You have heard about the Secure and Fair Enforcement for Mortgage Licensing Act of 2008 (called the SAFE Mortgage Licensing Act of 2008) unless you’ve been selling real estate on Mars for the past few years. The SAFE Act mandates increased federal regulation of the mortgage lending industry, increased licensing requirements and professional liability for non-compliant mortgage lending originators (MLOs). So if digging your way out of the recession wasn’t challenging enough now you’ve got to clear up additional federal and state hurdles. Learn more about Tustin Mortgage Broker.
How did they do this? In response to the foreclosure epidemic and the global economic crisis that erupted in 2008, devastating the real estate markets and forcing banking institutions to cut down on lending or even close their doors, Congress passed legislation to create more government oversight of individual mortgage credit creators, resulting in increased consumer protection. The legislation stipulated mainly targets for the residential mortgage industry for a National Mortgage Licensing Scheme (NMLS). The SAFE Act mandates that all originators of residential mortgage loans be either federally registered or approved by the State. A creditor of a mortgage loan employed by a federally insured depository institution or any credit union, or a federally overseen owned and controlled subsidiary, must be federally registered. All other providers of mortgage loans must be approved by the State, without exception.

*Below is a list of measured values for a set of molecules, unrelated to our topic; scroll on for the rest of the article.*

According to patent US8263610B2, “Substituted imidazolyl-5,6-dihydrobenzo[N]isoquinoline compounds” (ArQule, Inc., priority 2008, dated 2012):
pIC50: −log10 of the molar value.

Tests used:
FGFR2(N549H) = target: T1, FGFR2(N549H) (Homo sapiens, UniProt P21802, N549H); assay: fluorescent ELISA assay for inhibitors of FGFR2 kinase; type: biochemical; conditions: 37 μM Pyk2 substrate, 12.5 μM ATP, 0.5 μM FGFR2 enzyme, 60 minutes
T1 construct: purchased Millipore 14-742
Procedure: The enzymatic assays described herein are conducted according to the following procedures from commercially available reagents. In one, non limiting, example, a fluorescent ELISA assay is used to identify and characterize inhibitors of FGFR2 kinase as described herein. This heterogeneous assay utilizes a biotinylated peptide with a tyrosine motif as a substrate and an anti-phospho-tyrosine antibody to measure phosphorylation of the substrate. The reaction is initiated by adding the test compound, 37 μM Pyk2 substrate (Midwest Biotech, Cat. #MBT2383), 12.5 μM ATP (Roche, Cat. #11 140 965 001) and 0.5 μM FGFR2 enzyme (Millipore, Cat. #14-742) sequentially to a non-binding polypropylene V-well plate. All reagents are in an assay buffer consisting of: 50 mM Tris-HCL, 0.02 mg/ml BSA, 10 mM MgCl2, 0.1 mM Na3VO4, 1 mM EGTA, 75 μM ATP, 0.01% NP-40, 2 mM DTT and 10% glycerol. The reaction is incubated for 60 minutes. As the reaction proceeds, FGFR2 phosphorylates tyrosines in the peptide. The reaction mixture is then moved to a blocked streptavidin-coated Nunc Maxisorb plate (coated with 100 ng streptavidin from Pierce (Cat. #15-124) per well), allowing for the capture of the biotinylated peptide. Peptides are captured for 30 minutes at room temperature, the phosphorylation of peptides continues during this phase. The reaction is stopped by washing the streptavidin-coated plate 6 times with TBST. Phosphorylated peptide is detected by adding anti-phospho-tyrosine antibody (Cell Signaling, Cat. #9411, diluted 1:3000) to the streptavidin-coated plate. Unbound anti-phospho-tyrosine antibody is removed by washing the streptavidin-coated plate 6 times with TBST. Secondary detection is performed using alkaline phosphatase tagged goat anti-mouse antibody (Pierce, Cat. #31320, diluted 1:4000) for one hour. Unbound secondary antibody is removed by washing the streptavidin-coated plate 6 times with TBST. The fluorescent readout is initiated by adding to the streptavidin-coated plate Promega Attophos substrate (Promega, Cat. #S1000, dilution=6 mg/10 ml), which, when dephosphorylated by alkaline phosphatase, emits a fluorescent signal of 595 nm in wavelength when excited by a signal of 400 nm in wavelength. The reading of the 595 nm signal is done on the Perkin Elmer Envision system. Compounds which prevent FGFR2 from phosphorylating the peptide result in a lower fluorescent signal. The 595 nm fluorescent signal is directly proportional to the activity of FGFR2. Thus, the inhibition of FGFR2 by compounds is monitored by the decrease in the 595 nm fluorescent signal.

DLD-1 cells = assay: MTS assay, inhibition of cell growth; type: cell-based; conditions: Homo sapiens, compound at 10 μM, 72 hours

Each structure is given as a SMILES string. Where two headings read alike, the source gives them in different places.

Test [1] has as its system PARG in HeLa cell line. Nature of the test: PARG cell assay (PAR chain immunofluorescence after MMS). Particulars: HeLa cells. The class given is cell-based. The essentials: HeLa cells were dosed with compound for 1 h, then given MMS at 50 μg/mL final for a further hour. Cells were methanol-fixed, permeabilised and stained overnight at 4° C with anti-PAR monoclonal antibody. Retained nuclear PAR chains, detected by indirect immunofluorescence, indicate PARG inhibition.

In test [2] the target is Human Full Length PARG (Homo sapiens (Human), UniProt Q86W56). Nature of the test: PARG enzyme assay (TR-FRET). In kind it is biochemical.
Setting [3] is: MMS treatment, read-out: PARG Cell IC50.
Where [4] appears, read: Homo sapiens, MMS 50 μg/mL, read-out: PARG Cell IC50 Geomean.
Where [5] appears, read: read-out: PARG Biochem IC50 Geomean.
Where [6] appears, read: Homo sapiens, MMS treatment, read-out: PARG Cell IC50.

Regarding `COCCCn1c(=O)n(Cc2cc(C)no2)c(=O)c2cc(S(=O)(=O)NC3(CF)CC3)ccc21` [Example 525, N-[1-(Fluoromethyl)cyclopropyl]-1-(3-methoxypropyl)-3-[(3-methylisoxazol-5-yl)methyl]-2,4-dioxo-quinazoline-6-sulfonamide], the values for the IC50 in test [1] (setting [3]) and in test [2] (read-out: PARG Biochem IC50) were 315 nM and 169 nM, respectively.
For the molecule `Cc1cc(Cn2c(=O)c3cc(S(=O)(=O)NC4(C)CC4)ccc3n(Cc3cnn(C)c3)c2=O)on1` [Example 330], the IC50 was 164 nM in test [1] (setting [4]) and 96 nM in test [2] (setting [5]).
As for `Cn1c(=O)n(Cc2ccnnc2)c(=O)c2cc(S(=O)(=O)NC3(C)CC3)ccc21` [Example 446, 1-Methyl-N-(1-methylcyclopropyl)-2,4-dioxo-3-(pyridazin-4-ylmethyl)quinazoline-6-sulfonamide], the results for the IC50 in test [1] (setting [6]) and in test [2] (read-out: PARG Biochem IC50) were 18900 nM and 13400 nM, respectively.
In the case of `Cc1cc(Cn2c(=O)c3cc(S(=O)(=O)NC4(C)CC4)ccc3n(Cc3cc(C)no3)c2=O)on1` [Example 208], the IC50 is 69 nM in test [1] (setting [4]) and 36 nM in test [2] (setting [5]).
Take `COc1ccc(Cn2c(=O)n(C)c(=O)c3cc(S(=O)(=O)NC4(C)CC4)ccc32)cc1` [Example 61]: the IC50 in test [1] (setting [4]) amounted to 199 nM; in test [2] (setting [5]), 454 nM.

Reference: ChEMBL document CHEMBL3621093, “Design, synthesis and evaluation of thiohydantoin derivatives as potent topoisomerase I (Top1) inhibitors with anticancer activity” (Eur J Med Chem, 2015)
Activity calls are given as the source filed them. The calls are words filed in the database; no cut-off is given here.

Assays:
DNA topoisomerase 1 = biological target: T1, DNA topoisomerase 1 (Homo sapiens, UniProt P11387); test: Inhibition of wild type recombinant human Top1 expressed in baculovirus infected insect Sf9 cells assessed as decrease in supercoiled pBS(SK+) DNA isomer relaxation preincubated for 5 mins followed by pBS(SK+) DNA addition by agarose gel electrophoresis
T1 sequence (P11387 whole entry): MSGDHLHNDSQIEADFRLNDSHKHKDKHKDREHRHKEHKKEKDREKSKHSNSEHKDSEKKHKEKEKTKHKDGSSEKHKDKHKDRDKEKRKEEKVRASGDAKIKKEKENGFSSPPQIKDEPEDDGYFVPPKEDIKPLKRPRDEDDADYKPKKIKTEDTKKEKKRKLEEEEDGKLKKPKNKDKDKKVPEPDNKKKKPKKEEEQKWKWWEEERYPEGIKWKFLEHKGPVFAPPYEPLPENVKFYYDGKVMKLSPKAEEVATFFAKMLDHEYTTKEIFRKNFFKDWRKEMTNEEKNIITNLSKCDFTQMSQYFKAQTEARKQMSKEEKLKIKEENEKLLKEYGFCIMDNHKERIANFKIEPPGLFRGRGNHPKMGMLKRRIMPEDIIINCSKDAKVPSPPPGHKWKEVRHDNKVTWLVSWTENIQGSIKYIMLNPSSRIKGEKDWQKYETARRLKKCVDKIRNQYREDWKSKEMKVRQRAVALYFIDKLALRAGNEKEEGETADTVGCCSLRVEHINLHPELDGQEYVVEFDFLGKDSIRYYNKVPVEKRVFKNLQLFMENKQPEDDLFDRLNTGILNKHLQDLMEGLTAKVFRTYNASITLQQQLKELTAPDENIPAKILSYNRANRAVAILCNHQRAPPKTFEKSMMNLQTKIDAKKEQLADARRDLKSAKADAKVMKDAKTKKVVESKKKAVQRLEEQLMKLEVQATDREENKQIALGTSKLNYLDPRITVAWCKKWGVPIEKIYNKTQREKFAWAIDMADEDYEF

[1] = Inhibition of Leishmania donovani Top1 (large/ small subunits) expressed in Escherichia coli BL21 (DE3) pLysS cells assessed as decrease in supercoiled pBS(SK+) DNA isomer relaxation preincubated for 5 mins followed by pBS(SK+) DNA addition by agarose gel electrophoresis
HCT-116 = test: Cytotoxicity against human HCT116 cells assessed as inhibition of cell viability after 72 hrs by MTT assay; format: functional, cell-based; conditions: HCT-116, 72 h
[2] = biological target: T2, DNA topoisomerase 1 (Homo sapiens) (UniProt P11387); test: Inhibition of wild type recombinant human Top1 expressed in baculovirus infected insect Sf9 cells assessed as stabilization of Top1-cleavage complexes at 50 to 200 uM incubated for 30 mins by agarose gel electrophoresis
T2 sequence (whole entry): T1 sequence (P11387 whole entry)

But HUD recognizes that in many jurisdictions, by the time necessary legislation become effective, individuals currently conducting loan originations might not be able to meet the educational, training, and background check requirements. Additionally, HUD is aware that certain states also require loan originator licensing.
In those states that have implemented NMLS, all persons acting as an originator of a residential mortgage loan (RMLO) must establish an account in NMLS, and have filed or filed a Form MU42 with the state regulatory agency via NMLS. Deadlines for filing depend on what form of license is required.
What do you have to do with NMLS requirements and responsibilities? In addition to some other requirements, all MLOs must file a Form MU4 with the Banking Division of their state via NMLS. As a State-licensed loan originator, the applicant must provide the NMLS with certain information including fingerprints for a criminal background check and personal history and experience. Minimum Licensing Standards include: